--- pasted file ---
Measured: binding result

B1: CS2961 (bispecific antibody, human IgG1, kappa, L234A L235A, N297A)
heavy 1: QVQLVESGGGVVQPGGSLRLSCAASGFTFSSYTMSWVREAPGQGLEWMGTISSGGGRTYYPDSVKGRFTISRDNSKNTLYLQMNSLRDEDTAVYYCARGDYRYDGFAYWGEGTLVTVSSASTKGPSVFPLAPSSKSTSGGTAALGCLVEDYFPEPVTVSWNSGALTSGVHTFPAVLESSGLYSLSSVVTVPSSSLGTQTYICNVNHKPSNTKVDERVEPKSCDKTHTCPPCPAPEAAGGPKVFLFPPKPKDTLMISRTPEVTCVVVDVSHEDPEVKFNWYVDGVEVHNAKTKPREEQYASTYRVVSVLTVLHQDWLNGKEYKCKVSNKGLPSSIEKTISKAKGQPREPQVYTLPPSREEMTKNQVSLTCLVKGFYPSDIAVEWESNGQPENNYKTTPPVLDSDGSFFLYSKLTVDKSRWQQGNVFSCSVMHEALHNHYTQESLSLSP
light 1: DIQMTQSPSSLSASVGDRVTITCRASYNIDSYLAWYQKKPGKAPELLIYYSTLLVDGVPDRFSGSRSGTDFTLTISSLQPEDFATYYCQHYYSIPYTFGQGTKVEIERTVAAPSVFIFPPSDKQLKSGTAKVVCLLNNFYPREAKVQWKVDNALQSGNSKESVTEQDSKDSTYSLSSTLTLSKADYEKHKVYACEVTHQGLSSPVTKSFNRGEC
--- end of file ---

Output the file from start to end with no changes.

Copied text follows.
Measured: binding result

B1: CS2961 (bispecific antibody, human IgG1, kappa, L234A L235A, N297A)
heavy 1: QVQLVESGGGVVQPGGSLRLSCAASGFTFSSYTMSWVREAPGQGLEWMGTISSGGGRTYYPDSVKGRFTISRDNSKNTLYLQMNSLRDEDTAVYYCARGDYRYDGFAYWGEGTLVTVSSASTKGPSVFPLAPSSKSTSGGTAALGCLVEDYFPEPVTVSWNSGALTSGVHTFPAVLESSGLYSLSSVVTVPSSSLGTQTYICNVNHKPSNTKVDERVEPKSCDKTHTCPPCPAPEAAGGPKVFLFPPKPKDTLMISRTPEVTCVVVDVSHEDPEVKFNWYVDGVEVHNAKTKPREEQYASTYRVVSVLTVLHQDWLNGKEYKCKVSNKGLPSSIEKTISKAKGQPREPQVYTLPPSREEMTKNQVSLTCLVKGFYPSDIAVEWESNGQPENNYKTTPPVLDSDGSFFLYSKLTVDKSRWQQGNVFSCSVMHEALHNHYTQESLSLSP
light 1: DIQMTQSPSSLSASVGDRVTITCRASYNIDSYLAWYQKKPGKAPELLIYYSTLLVDGVPDRFSGSRSGTDFTLTISSLQPEDFATYYCQHYYSIPYTFGQGTKVEIERTVAAPSVFIFPPSDKQLKSGTAKVVCLLNNFYPREAKVQWKVDNALQSGNSKESVTEQDSKDSTYSLSSTLTLSKADYEKHKVYACEVTHQGLSSPVTKSFNRGEC